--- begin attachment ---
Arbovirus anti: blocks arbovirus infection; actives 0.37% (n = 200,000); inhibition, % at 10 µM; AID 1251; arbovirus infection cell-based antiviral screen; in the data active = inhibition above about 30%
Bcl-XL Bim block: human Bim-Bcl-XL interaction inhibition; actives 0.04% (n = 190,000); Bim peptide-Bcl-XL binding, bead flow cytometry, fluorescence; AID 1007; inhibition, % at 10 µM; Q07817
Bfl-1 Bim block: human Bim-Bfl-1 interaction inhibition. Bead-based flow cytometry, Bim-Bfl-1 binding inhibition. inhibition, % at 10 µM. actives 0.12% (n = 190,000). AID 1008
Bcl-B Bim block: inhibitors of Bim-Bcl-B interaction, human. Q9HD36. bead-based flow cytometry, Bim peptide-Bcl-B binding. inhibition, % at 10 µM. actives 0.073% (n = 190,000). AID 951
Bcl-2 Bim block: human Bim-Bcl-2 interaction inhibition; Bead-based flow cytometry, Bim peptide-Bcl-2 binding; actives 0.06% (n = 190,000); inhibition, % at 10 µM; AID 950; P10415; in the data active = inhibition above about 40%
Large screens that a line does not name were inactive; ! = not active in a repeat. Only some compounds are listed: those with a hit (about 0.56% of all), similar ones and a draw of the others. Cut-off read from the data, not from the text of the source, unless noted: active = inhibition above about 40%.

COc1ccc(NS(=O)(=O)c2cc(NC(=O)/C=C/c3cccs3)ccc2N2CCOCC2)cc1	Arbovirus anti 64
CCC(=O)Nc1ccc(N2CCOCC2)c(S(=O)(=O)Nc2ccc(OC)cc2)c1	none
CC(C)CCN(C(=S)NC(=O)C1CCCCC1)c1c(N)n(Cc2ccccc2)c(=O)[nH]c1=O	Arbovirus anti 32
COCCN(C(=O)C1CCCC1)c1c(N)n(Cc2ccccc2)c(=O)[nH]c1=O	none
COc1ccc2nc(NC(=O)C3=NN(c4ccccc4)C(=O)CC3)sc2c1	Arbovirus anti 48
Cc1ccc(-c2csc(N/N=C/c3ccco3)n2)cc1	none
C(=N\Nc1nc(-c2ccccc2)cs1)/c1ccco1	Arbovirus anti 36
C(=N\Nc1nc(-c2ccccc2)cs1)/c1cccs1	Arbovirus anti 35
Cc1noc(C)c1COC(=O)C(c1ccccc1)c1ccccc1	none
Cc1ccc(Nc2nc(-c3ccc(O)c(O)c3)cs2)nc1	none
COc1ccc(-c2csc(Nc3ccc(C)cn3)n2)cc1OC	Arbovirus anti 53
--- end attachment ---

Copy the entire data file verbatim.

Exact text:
Arbovirus anti: blocks arbovirus infection; actives 0.37% (n = 200,000); inhibition, % at 10 µM; AID 1251; arbovirus infection cell-based antiviral screen; in the data active = inhibition above about 30%
Bcl-XL Bim block: human Bim-Bcl-XL interaction inhibition; actives 0.04% (n = 190,000); Bim peptide-Bcl-XL binding, bead flow cytometry, fluorescence; AID 1007; inhibition, % at 10 µM; Q07817
Bfl-1 Bim block: human Bim-Bfl-1 interaction inhibition. Bead-based flow cytometry, Bim-Bfl-1 binding inhibition. inhibition, % at 10 µM. actives 0.12% (n = 190,000). AID 1008
Bcl-B Bim block: inhibitors of Bim-Bcl-B interaction, human. Q9HD36. bead-based flow cytometry, Bim peptide-Bcl-B binding. inhibition, % at 10 µM. actives 0.073% (n = 190,000). AID 951
Bcl-2 Bim block: human Bim-Bcl-2 interaction inhibition; Bead-based flow cytometry, Bim peptide-Bcl-2 binding; actives 0.06% (n = 190,000); inhibition, % at 10 µM; AID 950; P10415; in the data active = inhibition above about 40%
Large screens that a line does not name were inactive; ! = not active in a repeat. Only some compounds are listed: those with a hit (about 0.56% of all), similar ones and a draw of the others. Cut-off read from the data, not from the text of the source, unless noted: active = inhibition above about 40%.

COc1ccc(NS(=O)(=O)c2cc(NC(=O)/C=C/c3cccs3)ccc2N2CCOCC2)cc1	Arbovirus anti 64
CCC(=O)Nc1ccc(N2CCOCC2)c(S(=O)(=O)Nc2ccc(OC)cc2)c1	none
CC(C)CCN(C(=S)NC(=O)C1CCCCC1)c1c(N)n(Cc2ccccc2)c(=O)[nH]c1=O	Arbovirus anti 32
COCCN(C(=O)C1CCCC1)c1c(N)n(Cc2ccccc2)c(=O)[nH]c1=O	none
COc1ccc2nc(NC(=O)C3=NN(c4ccccc4)C(=O)CC3)sc2c1	Arbovirus anti 48
Cc1ccc(-c2csc(N/N=C/c3ccco3)n2)cc1	none
C(=N\Nc1nc(-c2ccccc2)cs1)/c1ccco1	Arbovirus anti 36
C(=N\Nc1nc(-c2ccccc2)cs1)/c1cccs1	Arbovirus anti 35
Cc1noc(C)c1COC(=O)C(c1ccccc1)c1ccccc1	none
Cc1ccc(Nc2nc(-c3ccc(O)c(O)c3)cs2)nc1	none
COc1ccc(-c2csc(Nc3ccc(C)cn3)n2)cc1OC	Arbovirus anti 53